padding across to the dressing-table, starting as the night-
light singed its tail, scuttling back to its place by the

little emt'4 2bbnturt in tljt Atrangt *oua. 35

door. Mew, mew, mew," said kitty, sitting bolt upright.
Miauw, mi-aw, came a plaintive echo from a far distance.
Esm6 jumped out of bed in dismay, and ran to the door
and opened it to let Whiskey out, and the kitten ran a little
way into the darkness, but Esm6 was hardly comfortable
in bed again when it was outside the door once more,
mewing more pitifully than ever. Esmd's heart sank
within her.
It wants me to take it down to its mother," thought
the child. "It's so young it's afraid," and then she
remembered what Joey had said about always carrying
Whiskey downstairs for fear it should fall through the
banisters and be killed. Poor Esm6. She thought of
going to look for Jessop, but she didn't know which
was her door, and there were hundreds of doors. Oh, if
papa and mama were here. I'm sure kitty has nothing so
bad as I have to cry about," thought Esme. She saw her
shoes by the bed and a dressing-gown which the children
had lent her hanging over the back of a chair, and she put
on the shoes and the dressing-gown in a despairing sort of
way, and she picked up the kitten in her arms, and then
she took the night-light in one hand, and shivering a little
with cold and fright, set off on her expedition. She paused
for a moment at the door to get courage, and then set off.
It was all strange and dark, the long passage seemed
unending, some of the doors were open, through one of

36 little 6(me' Rllbenture in t)e 4trangr goue.

them she heard a low rumbling noise of snoring. Never in
her life had she done anything so terrible. A tall white
statue at the corner of the passage gave her a fright, then
she remembered seeing it as she had come up to bed, and
with an effort she hurried by. She pushed open the
swinging door at the end, she knew it led to the landing
at the top of the great carpetted stairs, and now
looking over the banisters, she saw the hall down
below, and one dim light was burning in a distant corner.
Everything looked bigger and stranger than ever. Esm6
could hear the little fountain trickling in the silence, and
the clock ticking. Then it cleared its throat, as clocks do,
and struck one, two, three, four, and then a sepulchral
one. She was getting less frightened by degrees, and to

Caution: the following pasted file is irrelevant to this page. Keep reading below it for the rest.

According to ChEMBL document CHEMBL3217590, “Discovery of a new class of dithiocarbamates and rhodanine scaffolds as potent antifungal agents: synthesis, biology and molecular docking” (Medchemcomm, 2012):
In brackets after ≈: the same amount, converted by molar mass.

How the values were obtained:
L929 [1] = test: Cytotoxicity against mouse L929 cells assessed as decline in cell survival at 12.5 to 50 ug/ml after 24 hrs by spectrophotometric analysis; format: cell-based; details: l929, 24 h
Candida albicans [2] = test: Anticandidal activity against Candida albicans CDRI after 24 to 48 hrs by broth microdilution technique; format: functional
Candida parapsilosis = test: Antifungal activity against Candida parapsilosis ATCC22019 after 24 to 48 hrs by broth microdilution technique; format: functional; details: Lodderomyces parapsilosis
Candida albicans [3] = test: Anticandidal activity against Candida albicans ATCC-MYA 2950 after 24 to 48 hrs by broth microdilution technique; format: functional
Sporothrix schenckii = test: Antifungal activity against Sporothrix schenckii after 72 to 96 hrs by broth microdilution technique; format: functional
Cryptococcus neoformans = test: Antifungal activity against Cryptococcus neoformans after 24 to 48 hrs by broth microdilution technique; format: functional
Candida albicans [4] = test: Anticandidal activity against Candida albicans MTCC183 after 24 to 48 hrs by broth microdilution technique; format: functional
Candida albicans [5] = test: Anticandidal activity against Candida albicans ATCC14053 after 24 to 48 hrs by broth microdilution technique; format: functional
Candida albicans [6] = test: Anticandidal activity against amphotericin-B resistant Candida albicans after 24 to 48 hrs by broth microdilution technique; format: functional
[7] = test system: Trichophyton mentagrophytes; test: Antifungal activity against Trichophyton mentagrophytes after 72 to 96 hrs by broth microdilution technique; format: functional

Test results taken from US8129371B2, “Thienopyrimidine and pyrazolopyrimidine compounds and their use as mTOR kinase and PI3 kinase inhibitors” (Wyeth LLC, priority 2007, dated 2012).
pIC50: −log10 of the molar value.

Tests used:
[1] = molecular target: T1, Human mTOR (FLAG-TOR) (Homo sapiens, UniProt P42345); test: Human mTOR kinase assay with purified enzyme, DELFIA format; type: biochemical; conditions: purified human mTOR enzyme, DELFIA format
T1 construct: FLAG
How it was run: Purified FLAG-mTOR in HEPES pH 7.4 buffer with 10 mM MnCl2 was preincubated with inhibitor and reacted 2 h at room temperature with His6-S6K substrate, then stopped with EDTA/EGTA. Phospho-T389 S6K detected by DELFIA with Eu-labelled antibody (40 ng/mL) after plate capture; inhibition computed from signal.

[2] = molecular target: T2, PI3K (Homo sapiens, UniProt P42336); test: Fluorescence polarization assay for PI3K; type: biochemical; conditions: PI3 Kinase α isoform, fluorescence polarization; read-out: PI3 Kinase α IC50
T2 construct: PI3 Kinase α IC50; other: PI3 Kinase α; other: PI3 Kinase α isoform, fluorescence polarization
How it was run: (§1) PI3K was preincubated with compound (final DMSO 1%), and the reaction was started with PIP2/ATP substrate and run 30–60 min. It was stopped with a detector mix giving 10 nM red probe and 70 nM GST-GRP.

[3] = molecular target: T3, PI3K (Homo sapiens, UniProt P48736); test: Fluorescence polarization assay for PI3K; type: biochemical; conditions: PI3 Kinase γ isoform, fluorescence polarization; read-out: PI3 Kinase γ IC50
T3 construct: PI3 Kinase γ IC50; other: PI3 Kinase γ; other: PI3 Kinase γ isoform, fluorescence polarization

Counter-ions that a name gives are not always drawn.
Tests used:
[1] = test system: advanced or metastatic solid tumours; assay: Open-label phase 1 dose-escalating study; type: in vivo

her delight, as the clock ceased striking, Esm6 heard a
soft, crooning, sound just at her feet, and by the gleam
of her night-light she suddenly saw-oh welcome sight!
the old tortoiseshell cat running stealthily up the stairs,
and in a minute more kitty leapt right out of Esm6's arms
and rushed to meet its mother. But as kitty leapt, it
shook the night-light out of the little girl's hand, the round
stumpy candle rolled away bob, bob, bob, down the stairs,
with a splutter; it went out, leaving darkness and utter
dismay behind.
There stood the poor little maiden in the dark ; terrified,
helpless. In a moment it flashed upon her that she should

little 6inme's tlbecnture in tbe &trange Rouae. 37

never, never find her way back along that passage to her
room without a light. How could she tell among all those
doors which was her own? how pass all those people
asleep ? Esm6 put her little, cold hand to her head,
her heart beat as loud as the great clock below; she tried
to force herself to be brave and calm, to remember the
look of the passage she had come along, and then without
giving herself time to get more frightened, she hurried back
upstairs again, pushed through the swing door, and began
groping her way nervously along the walls. She passed
one, two, three doors, that surely was right; a fourth flew
open as she leant against it. .
WHO IS THERE ? cried a gruff, startled voice from
within, and Esm6, terror-stricken, turned and fled, she
hardly knew where or which way she turned, but she found
herself by the swinging door again. That faint, faint light
from the hall below shone through the glass panels. The
child was shivering from head to foot by this time. The
light was only enough to reveal to her the great emptiness
and darkness; she could see strange, tall, waving things
below, round about on every side palms and curtains
swinging. As she tried to grope her way she remembered
the warm fur rugs lying all about, in the hall, and she
thought she would feel her way to one of the sofas near the
fireplace, and pull up a rug and lie there till the morning;
and so step by step, shivering with cold and fright, she

38 Little Cmt4's Stlbenture in ttte Strangte ougt.

descended into the hall, carefully feeling her way from
table to table. Then something occurred more dreadful
than all. A huge dark form rose from before the dying
embers and shook itself in the darkness, and came towards
her, uttering a low and echoing growl. It was the great
Newfoundland dog, who always slept in the hall at night.
Poor little Esm6 gave a faint scream of terror and
started back, knocking over a small table, which fell with a
crash. At the same moment came a loud, ringing scream,
followed by the rolling of a drum, from the neighbourhood
of the fountain ; need I say that it came from the parrot,
suddenly startled in its sleep. It was more than the'poor
little girl could bear: as she crouched in terror, hiding
her face in her hands, Ponto's cold awful snout came
sniffing about her hair, and she knew no more. .
Meanwhile voices were to be heard overhead, the swing
door opened again, a figure carrying a candle came walking
along the gallery and rapidly descended the stairs, while
at the same moment a loud and repeated knocking at the
front door came echoing through the place.
"What on earth is all this ? cried Mr. Goldmore,
coming out from his study, which opened to the hall.
" I'll wring your neck, Poll, if you go on screeching.